Resistors with I2C usage in arduino

Hi, I'm very new to electronics, specifically physical computing. my first real project I'm trying to take on is to build a weather station. I want to hook up my humidity sensor (HH10D), and through the reading that I've done it seems that is communicates via I2C. my question is should i be using a resistor(s) when connecting it to the Arduino pins? and if so where in the circuit should the resistors be? my set up is as follows; Vss - Gnd Vdd - +3.3V SDA - A4 SCL - A5 Some guidance and help would be greatly appreciated. Thanks.

jasonvanwyk: Hi, I'm very new to electronics, specifically physical computing. my first real project I'm trying to take on is to build a weather station. I want to hook up my humidity sensor (HH10D), and through the reading that I've done it seems that is communicates via I2C. my question is should i be using a resistor(s) when connecting it to the Arduino pins?

Only if you're having problems because of long wires, etc. Normally the devices have built-in resistors which are sufficient.

I²C uses open-drain IO pins, so pull-up resistors on the SCA and SCL lines are required. Typically these are around 4.7K? and go from the SCA pin to VCC, and the SCL pin to VCC.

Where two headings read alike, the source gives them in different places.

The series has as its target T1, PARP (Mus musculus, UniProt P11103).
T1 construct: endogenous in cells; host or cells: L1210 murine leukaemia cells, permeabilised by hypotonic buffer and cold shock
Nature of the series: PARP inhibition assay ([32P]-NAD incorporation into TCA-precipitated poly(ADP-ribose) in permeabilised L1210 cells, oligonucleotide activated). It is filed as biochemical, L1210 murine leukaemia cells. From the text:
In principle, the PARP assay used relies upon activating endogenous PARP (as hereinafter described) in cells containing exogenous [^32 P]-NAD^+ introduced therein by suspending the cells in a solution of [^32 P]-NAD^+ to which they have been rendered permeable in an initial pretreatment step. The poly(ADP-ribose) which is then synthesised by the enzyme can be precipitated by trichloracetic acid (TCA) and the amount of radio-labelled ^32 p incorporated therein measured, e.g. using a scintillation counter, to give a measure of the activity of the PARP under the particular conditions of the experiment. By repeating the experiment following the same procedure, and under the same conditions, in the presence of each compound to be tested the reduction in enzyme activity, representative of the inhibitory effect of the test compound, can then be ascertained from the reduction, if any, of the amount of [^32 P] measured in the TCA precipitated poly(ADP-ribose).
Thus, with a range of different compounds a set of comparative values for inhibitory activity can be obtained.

When longer wire lengths are used... the pull-ups may need to be slightly stronger to overcome the impact of copper length. With 4.7K being the starting point, you might see improvement using 3.3K or 2.2K instead. Going to a lower is pull-up value is not ideal and should have you maybe re-thinking the solution... IE; maybe time to add a I2C repeater IC in the path.

The Wire library, which does the I2C communication, enables the internal pull-up by default. However, they are very weak (30-60kOhm). So for relatively short runs, they’ll work fine.

Even so I generally still put a 4k7 resistor on the lines, regardless if it is a “short” length.

[quote author=James C4S link=topic=155717.msg1168217#msg1168217 date=1363983359] The Wire library, which does the I2C communication, enables the internal pull-up by default. However, they are very weak (30-60kOhm). So for relatively short runs, they'll work fine. [/quote]

The I2C gadget on the other end usually has pullups, too...

fungus: The I2C gadget on the other end usually has pullups, too...

True.

However, in this case, it doesn't appear the board has pull-ups: https://www.sparkfun.com/datasheets/Sensors/Temperature/HH10D.pdf

Some oscilloscope screen-shots here showing what the pull-up resistors do:

http://gammon.com.au/i2c